The Residential School system created a dynamic rift between children, parents and even grandparents.
On Saturday, June 25, some of the victims of residential schools made it home to their families and for their families, on their own accord.
Their journey started a few days ago, when they walked away from their former school, a place which they said housed so many bad memories for them.
Since June 21, the walkers have made stops in Little Red River, Montreal Lake, and Weyakwin, before making the last stop for many on the journey, in La Ronge. On Sunday, June 26 a smaller group will be headed to Stanley Mission, where there will be a feast and celebration for those returning survivors.
“When we were in Prince Albert, I was asking myself what am I doing here? But when we made it to Little Red River, we were all (individually) introduced, and everyone was clapping for me. That's when my spirits started to rise,” Donnie Roberts said.
Roberts is from the Lac La Ronge Indian Reserve and is one of 10 people who managed to complete four days of walking. From the Allen Bird Memorial Center to the urban reserve in La Ronge, he ended up trekking a total of 106 km. This isn't his first walk of this distance however; in 2001 he and a different group made a journey from Prince Albert to La Ronge for diabetes awareness.
Throughout Roberts' walk he said he often questioned himself, but he felt something keep pushing him on.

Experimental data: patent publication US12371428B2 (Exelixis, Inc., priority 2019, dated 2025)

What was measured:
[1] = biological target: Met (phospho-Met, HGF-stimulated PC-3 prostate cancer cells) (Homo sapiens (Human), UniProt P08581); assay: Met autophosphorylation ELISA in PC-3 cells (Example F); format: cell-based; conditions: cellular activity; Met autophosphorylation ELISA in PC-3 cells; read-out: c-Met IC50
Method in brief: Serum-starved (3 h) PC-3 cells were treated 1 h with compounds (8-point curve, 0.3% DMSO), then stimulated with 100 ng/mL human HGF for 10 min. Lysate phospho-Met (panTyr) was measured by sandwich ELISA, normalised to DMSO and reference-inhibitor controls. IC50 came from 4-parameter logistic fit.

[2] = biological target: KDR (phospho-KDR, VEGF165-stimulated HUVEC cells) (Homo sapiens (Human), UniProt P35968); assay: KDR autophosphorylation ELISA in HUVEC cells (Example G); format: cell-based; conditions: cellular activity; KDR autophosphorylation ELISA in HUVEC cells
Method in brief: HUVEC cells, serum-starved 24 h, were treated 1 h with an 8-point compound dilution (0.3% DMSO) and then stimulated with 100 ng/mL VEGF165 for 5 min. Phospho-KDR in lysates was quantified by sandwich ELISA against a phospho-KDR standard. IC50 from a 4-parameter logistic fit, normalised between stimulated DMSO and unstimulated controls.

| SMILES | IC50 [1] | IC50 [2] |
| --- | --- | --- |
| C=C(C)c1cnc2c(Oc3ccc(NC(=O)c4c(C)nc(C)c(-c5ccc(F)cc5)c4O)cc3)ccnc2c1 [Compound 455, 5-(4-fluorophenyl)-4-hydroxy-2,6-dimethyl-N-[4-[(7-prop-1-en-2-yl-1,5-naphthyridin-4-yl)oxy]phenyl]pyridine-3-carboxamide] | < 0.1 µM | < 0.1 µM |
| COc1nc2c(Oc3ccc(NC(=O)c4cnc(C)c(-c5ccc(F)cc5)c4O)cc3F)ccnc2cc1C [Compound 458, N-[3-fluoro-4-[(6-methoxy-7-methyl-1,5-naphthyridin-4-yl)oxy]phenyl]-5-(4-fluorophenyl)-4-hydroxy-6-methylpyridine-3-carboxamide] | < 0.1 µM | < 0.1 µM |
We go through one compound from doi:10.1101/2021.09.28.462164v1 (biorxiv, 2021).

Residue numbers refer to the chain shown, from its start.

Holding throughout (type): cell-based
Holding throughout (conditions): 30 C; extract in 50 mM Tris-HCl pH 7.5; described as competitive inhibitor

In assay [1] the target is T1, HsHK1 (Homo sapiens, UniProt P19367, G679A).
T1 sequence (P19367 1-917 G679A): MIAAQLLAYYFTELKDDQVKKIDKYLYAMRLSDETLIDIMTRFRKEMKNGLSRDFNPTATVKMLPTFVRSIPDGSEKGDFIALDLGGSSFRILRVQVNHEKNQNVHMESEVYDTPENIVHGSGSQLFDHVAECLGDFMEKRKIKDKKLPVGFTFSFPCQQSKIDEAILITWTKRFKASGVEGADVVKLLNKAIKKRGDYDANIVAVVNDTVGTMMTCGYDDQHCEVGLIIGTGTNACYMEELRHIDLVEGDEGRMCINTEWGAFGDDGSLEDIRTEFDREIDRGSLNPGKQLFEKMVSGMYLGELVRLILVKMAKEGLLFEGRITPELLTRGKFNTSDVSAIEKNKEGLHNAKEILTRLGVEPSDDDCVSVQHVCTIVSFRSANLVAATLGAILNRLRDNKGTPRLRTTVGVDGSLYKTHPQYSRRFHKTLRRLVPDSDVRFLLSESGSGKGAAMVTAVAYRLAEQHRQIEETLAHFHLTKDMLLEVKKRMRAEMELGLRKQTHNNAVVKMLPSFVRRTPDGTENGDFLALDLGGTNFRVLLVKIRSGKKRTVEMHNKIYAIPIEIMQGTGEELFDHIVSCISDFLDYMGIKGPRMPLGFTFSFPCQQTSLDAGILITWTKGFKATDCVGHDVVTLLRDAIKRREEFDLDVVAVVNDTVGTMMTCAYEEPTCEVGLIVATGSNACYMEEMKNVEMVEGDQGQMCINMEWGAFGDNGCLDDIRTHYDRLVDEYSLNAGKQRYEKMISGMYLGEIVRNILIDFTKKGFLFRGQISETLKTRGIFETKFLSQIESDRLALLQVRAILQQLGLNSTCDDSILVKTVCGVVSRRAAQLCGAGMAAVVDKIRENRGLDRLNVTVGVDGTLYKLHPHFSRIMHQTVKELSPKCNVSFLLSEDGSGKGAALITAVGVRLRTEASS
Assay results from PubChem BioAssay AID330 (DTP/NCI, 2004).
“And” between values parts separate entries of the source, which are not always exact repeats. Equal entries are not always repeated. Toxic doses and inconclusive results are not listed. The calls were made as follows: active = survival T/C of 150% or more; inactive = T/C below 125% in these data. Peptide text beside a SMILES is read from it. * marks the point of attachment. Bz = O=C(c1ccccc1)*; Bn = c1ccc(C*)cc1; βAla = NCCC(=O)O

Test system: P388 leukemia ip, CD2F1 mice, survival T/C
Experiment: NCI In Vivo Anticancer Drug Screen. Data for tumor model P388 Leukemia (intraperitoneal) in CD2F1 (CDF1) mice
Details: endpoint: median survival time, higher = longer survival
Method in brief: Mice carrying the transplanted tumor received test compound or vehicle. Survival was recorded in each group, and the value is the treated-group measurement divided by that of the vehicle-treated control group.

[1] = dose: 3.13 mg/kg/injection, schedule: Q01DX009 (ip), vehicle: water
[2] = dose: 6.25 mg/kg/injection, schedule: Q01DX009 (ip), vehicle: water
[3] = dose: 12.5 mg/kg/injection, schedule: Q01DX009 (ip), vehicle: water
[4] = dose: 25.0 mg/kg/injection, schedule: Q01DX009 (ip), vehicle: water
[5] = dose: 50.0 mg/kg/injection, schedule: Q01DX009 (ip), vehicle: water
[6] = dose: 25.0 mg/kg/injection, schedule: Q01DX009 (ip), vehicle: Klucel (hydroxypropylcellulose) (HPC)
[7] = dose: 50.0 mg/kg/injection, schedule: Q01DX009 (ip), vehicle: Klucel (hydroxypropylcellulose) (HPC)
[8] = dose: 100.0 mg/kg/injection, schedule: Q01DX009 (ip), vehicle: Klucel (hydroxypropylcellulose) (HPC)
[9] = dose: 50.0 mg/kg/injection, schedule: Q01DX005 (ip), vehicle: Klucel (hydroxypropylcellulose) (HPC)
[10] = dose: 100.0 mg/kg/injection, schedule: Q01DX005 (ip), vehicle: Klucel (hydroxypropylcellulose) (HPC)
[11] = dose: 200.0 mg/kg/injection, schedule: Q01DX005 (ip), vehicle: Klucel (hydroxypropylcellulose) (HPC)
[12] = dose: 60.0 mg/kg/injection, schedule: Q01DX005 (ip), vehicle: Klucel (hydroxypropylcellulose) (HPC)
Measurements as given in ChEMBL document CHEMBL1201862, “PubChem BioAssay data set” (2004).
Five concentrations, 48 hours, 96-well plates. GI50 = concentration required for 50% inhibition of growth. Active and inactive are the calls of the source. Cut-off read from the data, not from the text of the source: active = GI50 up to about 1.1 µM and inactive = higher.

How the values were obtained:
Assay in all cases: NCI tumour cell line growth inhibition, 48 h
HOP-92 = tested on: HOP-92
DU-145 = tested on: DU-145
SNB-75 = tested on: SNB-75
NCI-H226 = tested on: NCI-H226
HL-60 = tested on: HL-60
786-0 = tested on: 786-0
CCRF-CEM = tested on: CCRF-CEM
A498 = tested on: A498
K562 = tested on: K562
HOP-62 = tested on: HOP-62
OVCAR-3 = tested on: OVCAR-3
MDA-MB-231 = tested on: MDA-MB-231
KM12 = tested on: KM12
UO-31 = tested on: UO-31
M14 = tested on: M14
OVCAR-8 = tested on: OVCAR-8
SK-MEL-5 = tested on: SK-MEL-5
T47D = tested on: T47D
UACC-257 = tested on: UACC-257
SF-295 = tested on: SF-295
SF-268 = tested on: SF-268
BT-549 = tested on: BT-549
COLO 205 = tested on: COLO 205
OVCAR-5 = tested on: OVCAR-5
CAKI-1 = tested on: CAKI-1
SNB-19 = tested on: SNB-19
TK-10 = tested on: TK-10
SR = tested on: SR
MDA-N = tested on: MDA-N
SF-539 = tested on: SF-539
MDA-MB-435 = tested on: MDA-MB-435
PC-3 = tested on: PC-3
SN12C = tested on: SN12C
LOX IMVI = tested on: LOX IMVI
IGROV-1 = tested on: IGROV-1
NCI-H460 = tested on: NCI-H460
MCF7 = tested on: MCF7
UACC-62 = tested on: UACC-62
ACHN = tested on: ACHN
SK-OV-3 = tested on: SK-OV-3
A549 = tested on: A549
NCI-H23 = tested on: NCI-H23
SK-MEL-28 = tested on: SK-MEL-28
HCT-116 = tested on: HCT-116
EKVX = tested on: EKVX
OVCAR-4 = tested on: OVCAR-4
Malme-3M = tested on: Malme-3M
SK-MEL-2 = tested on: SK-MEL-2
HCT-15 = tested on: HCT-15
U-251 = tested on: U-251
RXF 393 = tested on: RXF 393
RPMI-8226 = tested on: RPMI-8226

“I kept thinking of people I grew up with, a lot of them, they're gone now... One of my best buddies in residence, he committed suicide when we were 14, I was walking for him. I picked up two rocks (at Allen Bird Memorial Center) and I'm going to throw them in the river sometime when I'm alone,” Roberts said.
Roberts said the walk has helped his healing process.
“It made me a lot stronger. It made (me feel) like everything is going away in my mind... I feel more levelled out,” Roberts said.
The walk was organized by Nancy Mirasty, Sallie McLeod, and Tom Roberts to do help survivors cope, to instill a sense of healing in these people, who have either never properly addressed their need to heal, or who are in the process of healing themselves.
“It's started to help, it's going to take a while but it’s good to get a start, for many of us. It's going to take some time to think on everything because we've been so busy. We're grateful for all the help for all of the trip,” Mirasty said.
For a majority of the walkers, La Ronge is home. The community gathered at Kitsaki Hall for a feast, and a few words from Chief Cook-Searson of the Lac La Ronge Indian Band, along with words from a few participants. Traditional fare such as smoked moose meat, rabbit stew, and local walleye, loaded up three folding tables for hungry walkers to eat.
On Twitter, @BryanEneas
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